Commentary: It's hard for Obama haters to believe he is an American
WASHINGTON -- This is what progress looks like for a president named Barack Hussein Obama.
Not so long ago, many in conservative and Republican ranks were eager to paint him as an alien creature far removed from American life as most Americans understand it. A determined cadre insisted Obama was not even eligible to be president, claiming he was born outside the United States. Obama eventually put that to rest by making public his birth certificate, which proved he was born in Hawaii.
Fox News falsely reported that he had attended a "madrassa" during his childhood in Indonesia. (He actually went to a public, non-religious school.) And Newt Gingrich concluded that Obama exhibited "Kenyan anti-colonial behavior," a strange description that's hard to square with such Obama undertakings as ordering the killing of Osama bin Laden.
Obama's adversaries have not thrown in the towel in their efforts to distance him from his own country. But they are bringing him closer and closer to home.
Thus did Mitt Romney's victory speech after the New Hampshire primary link Obama to Europe not once or twice but three times. Obama, Romney said, "wants to turn America into a European-style entitlement society" and "takes his inspiration from the capitals of Europe" as opposed to "the cities and small towns of America."
"I want you to remember when our White House reflected the best of who we are," Romney declared, "not the worst of what Europe has become."
So Obama is still not fully American, in Romney's telling. But conservatives talk a great deal about defending and preserving Western civilization, which we share with our European friends. So moving Obama from Indonesia and Kenya to Europe seems like a big concession for their side. Who knows? In a few months, Obama might even be moved to some midpoint in the Atlantic.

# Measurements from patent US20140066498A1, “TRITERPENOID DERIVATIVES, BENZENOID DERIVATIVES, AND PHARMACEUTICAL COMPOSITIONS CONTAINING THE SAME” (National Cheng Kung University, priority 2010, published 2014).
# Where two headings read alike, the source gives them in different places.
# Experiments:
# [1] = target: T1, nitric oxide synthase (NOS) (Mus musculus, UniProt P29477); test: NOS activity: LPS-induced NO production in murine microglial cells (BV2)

The Europeanization of Obama is progress in another way. Not so long ago, it was common for the extreme right to accuse liberals of harboring a desire to turn the U.S. into a Soviet-style communist state. Now that the Soviet Union is dead -- and China, which claims to be communist, is pioneering an anti-democratic capitalist model -- that particular libel is passe. If the very worst the liberals are trying to do is mimic European social democracy, that sure beats creating gulags or imposing commissars.
The most benign reading of Romney's speech is that he is suggesting Obama's economic policies will send us into a crisis like the one that has engulfed the European Union. This charge is nonsense. Like it or not, the U.S. government and the Federal Reserve have been far more aggressive than their European counterparts in protecting our financial institutions from the sorts of problems that European banks face. And we have a strong federal government, which the European Union lacks. A crisis in Rhode Island would not threaten the nation the way a meltdown in Greece affects the EU.
And the core premise of Romney's claim is untrue. The notion that Obama wants to turn the United States into a "European-style entitlement society" is laughable. It's not even a fair description of Europe, which boasts of some highly productive and innovative capitalist economies. As for Obama, he has bent over backward to strengthen market capitalism, sometimes to the consternation of his own supporters. Yes, Obama is trying to get more people health insurance. Is that a bad idea just because the Europeans have done a better job of this than we have?
But by far the biggest flaw in Romney's Euro-Obama riff is the implication that there is something terribly wrong about learning from Europe. The genius of the American character is that we have always been willing to take lessons from any country that had something to teach us. We don't turn away from good ideas just because they didn't originate here. We refine them and adjust them to suit our needs and our tradition. Openness is an American strength.
Two fine historians, James Kloppenberg and Daniel Rodgers, have written illuminating books on how progressive ideas crisscrossed the Atlantic at the end of the 19th century and the beginning of the 20th. Teddy and Franklin Roosevelt and Woodrow Wilson were all happy to learn from Europe. Were they un-American? Then again, no one ever accused them of "Kenyan anti-colonial behavior." Is it asking too much of Obama's opponents to acknowledge once and for all that he is really and truly American?
E.J. Dionne's e-mail address is email@example.com.